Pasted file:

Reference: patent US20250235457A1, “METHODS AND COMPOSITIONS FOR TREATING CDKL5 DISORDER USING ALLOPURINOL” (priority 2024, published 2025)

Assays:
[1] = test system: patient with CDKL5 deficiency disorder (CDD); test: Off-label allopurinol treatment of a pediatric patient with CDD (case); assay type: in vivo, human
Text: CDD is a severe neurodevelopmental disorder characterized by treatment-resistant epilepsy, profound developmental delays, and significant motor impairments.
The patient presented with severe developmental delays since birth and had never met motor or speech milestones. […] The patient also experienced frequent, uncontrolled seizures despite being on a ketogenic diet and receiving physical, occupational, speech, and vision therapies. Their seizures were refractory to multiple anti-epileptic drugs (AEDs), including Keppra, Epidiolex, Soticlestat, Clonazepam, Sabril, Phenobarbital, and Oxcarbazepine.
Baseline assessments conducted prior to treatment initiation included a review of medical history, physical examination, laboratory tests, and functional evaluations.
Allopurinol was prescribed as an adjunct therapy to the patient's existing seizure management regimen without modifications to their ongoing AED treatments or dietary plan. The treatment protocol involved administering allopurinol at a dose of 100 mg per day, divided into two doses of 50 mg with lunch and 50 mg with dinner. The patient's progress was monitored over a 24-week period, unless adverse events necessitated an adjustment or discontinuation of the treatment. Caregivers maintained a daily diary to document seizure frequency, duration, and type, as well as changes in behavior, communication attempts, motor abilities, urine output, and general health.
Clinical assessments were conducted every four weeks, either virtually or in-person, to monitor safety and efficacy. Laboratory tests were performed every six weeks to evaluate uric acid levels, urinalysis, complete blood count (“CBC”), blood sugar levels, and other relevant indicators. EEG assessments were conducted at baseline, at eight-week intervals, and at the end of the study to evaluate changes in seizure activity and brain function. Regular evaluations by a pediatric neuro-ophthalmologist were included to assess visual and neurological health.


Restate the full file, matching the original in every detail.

Reference: patent US20250235457A1, “METHODS AND COMPOSITIONS FOR TREATING CDKL5 DISORDER USING ALLOPURINOL” (priority 2024, published 2025)

Assays:
[1] = test system: patient with CDKL5 deficiency disorder (CDD); test: Off-label allopurinol treatment of a pediatric patient with CDD (case); assay type: in vivo, human
Text: CDD is a severe neurodevelopmental disorder characterized by treatment-resistant epilepsy, profound developmental delays, and significant motor impairments.
The patient presented with severe developmental delays since birth and had never met motor or speech milestones. […] The patient also experienced frequent, uncontrolled seizures despite being on a ketogenic diet and receiving physical, occupational, speech, and vision therapies. Their seizures were refractory to multiple anti-epileptic drugs (AEDs), including Keppra, Epidiolex, Soticlestat, Clonazepam, Sabril, Phenobarbital, and Oxcarbazepine.
Baseline assessments conducted prior to treatment initiation included a review of medical history, physical examination, laboratory tests, and functional evaluations.
Allopurinol was prescribed as an adjunct therapy to the patient's existing seizure management regimen without modifications to their ongoing AED treatments or dietary plan. The treatment protocol involved administering allopurinol at a dose of 100 mg per day, divided into two doses of 50 mg with lunch and 50 mg with dinner. The patient's progress was monitored over a 24-week period, unless adverse events necessitated an adjustment or discontinuation of the treatment. Caregivers maintained a daily diary to document seizure frequency, duration, and type, as well as changes in behavior, communication attempts, motor abilities, urine output, and general health.
Clinical assessments were conducted every four weeks, either virtually or in-person, to monitor safety and efficacy. Laboratory tests were performed every six weeks to evaluate uric acid levels, urinalysis, complete blood count (“CBC”), blood sugar levels, and other relevant indicators. EEG assessments were conducted at baseline, at eight-week intervals, and at the end of the study to evaluate changes in seizure activity and brain function. Regular evaluations by a pediatric neuro-ophthalmologist were included to assess visual and neurological health.